The Eternal City
Sometimes I picture your face on money. But this isn’t Rome, where they know what money’s worth, which is almost the paper it’s printed on (a kind of art), and where I stared what seemed eternity into a guidebook, lost, side-skipping pigeon past, motorbikes, and swarms of gypsy tykes excavating the ruins of tourists’ pockets, until I stumbled onto the Temple of the Golden Arches- McDonald’s!- and across the piazza, the Pantheon.... Inside, third niche left, alone a moment with the Ossa et cineres of Raphael, I thought of you; “put it all in the poem” was your advice so, okay, here you are! – among the camcorders, cell phones, retired gods, and a pair of kings – rumpled, broke, and amused as you were the Green Mountain morning you asked: among us who was writing for posterity?, and one of us knew. Bill, I haven’t paid you your due, but need another favor: could you please undie so I can buy you the glass of good rosso in the Eternal City I owe you? William Matthews, poet and teacher (1942 – 1997)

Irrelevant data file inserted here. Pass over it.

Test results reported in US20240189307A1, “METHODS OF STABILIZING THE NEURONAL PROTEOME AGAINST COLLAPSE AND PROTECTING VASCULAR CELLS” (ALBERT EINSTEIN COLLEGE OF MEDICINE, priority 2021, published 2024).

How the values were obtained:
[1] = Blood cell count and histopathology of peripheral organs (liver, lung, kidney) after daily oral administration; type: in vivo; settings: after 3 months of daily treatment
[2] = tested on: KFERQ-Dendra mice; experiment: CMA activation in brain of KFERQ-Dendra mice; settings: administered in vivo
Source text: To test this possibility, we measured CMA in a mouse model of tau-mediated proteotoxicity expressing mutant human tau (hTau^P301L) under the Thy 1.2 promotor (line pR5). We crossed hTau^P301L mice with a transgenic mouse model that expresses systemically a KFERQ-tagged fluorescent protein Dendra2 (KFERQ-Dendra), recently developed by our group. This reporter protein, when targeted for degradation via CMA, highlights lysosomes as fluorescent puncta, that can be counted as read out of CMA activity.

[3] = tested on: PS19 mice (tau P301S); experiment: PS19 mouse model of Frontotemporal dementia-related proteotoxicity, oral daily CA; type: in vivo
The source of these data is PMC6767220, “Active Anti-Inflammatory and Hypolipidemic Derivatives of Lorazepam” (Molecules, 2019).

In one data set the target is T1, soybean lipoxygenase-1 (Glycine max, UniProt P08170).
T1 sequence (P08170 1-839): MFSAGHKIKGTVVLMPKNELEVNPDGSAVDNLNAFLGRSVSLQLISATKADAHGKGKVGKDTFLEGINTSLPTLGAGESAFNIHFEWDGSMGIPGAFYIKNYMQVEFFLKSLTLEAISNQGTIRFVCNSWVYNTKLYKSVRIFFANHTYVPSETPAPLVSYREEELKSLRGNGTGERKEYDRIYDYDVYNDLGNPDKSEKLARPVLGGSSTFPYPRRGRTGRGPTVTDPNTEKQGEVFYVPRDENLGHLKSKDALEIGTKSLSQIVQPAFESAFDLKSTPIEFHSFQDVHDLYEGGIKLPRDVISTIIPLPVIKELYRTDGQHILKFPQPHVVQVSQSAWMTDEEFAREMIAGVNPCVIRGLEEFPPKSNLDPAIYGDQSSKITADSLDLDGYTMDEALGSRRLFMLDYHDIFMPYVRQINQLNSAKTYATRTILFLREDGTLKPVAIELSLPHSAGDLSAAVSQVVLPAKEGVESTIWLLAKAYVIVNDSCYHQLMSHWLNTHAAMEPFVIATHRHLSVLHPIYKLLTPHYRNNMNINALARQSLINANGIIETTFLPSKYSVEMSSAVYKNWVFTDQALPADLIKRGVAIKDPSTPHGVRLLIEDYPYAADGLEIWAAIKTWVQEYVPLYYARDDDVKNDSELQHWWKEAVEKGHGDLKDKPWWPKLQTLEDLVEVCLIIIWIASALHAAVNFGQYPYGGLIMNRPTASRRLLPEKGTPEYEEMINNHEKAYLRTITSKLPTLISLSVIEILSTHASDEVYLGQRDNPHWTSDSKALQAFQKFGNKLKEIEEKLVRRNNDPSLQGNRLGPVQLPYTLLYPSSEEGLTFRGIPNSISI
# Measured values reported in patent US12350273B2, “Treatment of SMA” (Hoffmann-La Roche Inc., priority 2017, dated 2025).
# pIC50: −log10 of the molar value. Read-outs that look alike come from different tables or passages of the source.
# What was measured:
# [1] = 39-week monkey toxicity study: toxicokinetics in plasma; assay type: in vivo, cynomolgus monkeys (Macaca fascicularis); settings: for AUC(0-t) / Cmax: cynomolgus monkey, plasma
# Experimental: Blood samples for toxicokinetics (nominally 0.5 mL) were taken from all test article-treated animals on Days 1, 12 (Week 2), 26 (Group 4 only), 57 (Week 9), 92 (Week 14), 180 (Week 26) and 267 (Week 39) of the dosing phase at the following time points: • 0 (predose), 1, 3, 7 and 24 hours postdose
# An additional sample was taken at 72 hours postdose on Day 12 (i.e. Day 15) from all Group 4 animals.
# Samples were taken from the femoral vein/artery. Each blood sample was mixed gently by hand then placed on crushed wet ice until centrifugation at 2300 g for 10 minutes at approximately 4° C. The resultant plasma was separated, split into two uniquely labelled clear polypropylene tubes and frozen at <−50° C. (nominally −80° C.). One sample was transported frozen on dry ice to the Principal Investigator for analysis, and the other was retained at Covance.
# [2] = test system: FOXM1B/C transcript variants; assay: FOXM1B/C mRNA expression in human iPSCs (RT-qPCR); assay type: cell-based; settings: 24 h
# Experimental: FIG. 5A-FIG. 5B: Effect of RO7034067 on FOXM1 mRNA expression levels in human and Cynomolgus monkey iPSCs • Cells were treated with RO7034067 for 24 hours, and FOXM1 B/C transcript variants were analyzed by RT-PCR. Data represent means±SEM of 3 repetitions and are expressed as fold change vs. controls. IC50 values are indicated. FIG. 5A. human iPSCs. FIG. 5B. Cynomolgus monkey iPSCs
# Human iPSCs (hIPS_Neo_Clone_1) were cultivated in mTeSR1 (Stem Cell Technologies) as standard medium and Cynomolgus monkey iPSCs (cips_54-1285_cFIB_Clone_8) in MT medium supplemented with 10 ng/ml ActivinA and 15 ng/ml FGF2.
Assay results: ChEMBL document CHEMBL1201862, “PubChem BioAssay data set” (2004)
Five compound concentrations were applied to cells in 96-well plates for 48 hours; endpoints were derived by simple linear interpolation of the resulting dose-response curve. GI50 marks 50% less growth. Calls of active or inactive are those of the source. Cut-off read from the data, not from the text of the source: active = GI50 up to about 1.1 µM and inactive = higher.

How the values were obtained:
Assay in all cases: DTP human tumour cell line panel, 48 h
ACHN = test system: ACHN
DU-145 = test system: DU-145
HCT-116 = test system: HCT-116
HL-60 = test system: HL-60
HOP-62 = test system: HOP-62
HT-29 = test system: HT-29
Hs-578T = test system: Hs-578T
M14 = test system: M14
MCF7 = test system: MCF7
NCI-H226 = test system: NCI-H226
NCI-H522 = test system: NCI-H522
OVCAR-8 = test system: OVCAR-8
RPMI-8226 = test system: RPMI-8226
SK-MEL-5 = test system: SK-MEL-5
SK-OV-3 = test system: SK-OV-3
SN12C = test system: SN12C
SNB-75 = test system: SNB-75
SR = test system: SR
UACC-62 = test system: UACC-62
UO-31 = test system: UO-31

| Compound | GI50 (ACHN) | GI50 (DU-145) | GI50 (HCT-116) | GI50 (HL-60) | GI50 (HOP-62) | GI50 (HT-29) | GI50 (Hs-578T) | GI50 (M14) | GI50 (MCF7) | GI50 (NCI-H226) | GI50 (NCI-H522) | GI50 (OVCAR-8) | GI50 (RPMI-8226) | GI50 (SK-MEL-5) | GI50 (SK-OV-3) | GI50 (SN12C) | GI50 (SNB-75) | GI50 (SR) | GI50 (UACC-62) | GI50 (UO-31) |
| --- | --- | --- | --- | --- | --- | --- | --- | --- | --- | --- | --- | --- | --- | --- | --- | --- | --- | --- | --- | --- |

Copyright © 2005 Jim Simmerman. Used with permission of BOA Editions, Ltd.